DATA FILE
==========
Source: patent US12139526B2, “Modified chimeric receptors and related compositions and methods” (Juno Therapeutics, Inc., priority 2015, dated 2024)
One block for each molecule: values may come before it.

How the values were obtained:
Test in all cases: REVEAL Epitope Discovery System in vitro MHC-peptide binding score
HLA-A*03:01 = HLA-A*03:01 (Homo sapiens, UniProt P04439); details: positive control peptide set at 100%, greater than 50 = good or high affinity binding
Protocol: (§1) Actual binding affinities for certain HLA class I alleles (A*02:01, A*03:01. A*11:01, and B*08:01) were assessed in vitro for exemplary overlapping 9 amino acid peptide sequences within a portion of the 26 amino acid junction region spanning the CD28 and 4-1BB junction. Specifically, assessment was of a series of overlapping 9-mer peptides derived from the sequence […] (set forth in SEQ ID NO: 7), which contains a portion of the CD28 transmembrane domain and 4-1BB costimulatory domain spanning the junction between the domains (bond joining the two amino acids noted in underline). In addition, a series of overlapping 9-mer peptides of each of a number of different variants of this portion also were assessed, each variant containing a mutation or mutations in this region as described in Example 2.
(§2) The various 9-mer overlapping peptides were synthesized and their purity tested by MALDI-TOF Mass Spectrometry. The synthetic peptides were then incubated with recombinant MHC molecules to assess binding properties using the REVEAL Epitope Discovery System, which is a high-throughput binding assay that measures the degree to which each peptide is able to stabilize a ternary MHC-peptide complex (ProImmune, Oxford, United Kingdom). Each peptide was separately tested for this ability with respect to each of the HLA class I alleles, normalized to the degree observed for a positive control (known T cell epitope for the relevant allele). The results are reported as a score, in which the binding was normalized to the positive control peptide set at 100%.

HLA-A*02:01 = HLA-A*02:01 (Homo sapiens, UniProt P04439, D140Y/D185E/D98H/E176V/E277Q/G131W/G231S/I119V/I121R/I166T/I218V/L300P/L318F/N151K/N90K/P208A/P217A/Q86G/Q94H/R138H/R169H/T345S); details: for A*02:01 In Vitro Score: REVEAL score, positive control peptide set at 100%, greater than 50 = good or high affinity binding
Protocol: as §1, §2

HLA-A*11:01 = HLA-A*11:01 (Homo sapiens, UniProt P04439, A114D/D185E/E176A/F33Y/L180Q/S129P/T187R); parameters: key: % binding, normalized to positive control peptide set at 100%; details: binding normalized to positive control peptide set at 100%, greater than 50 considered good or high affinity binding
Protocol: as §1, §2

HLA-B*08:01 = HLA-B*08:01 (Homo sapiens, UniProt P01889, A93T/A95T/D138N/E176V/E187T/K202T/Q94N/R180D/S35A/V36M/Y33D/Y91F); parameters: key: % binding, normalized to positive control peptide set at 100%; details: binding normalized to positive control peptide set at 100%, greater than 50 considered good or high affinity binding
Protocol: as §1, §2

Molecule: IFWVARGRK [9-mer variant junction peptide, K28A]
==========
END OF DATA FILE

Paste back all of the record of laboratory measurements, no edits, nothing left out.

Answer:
Source: patent US12139526B2, “Modified chimeric receptors and related compositions and methods” (Juno Therapeutics, Inc., priority 2015, dated 2024)
One block for each molecule: values may come before it.

How the values were obtained:
Test in all cases: REVEAL Epitope Discovery System in vitro MHC-peptide binding score
HLA-A*03:01 = HLA-A*03:01 (Homo sapiens, UniProt P04439); details: positive control peptide set at 100%, greater than 50 = good or high affinity binding
Protocol: (§1) Actual binding affinities for certain HLA class I alleles (A*02:01, A*03:01. A*11:01, and B*08:01) were assessed in vitro for exemplary overlapping 9 amino acid peptide sequences within a portion of the 26 amino acid junction region spanning the CD28 and 4-1BB junction. Specifically, assessment was of a series of overlapping 9-mer peptides derived from the sequence […] (set forth in SEQ ID NO: 7), which contains a portion of the CD28 transmembrane domain and 4-1BB costimulatory domain spanning the junction between the domains (bond joining the two amino acids noted in underline). In addition, a series of overlapping 9-mer peptides of each of a number of different variants of this portion also were assessed, each variant containing a mutation or mutations in this region as described in Example 2.
(§2) The various 9-mer overlapping peptides were synthesized and their purity tested by MALDI-TOF Mass Spectrometry. The synthetic peptides were then incubated with recombinant MHC molecules to assess binding properties using the REVEAL Epitope Discovery System, which is a high-throughput binding assay that measures the degree to which each peptide is able to stabilize a ternary MHC-peptide complex (ProImmune, Oxford, United Kingdom). Each peptide was separately tested for this ability with respect to each of the HLA class I alleles, normalized to the degree observed for a positive control (known T cell epitope for the relevant allele). The results are reported as a score, in which the binding was normalized to the positive control peptide set at 100%.

HLA-A*02:01 = HLA-A*02:01 (Homo sapiens, UniProt P04439, D140Y/D185E/D98H/E176V/E277Q/G131W/G231S/I119V/I121R/I166T/I218V/L300P/L318F/N151K/N90K/P208A/P217A/Q86G/Q94H/R138H/R169H/T345S); details: for A*02:01 In Vitro Score: REVEAL score, positive control peptide set at 100%, greater than 50 = good or high affinity binding
Protocol: as §1, §2

HLA-A*11:01 = HLA-A*11:01 (Homo sapiens, UniProt P04439, A114D/D185E/E176A/F33Y/L180Q/S129P/T187R); parameters: key: % binding, normalized to positive control peptide set at 100%; details: binding normalized to positive control peptide set at 100%, greater than 50 considered good or high affinity binding
Protocol: as §1, §2

HLA-B*08:01 = HLA-B*08:01 (Homo sapiens, UniProt P01889, A93T/A95T/D138N/E176V/E187T/K202T/Q94N/R180D/S35A/V36M/Y33D/Y91F); parameters: key: % binding, normalized to positive control peptide set at 100%; details: binding normalized to positive control peptide set at 100%, greater than 50 considered good or high affinity binding
Protocol: as §1, §2

Molecule: IFWVARGRK [9-mer variant junction peptide, K28A]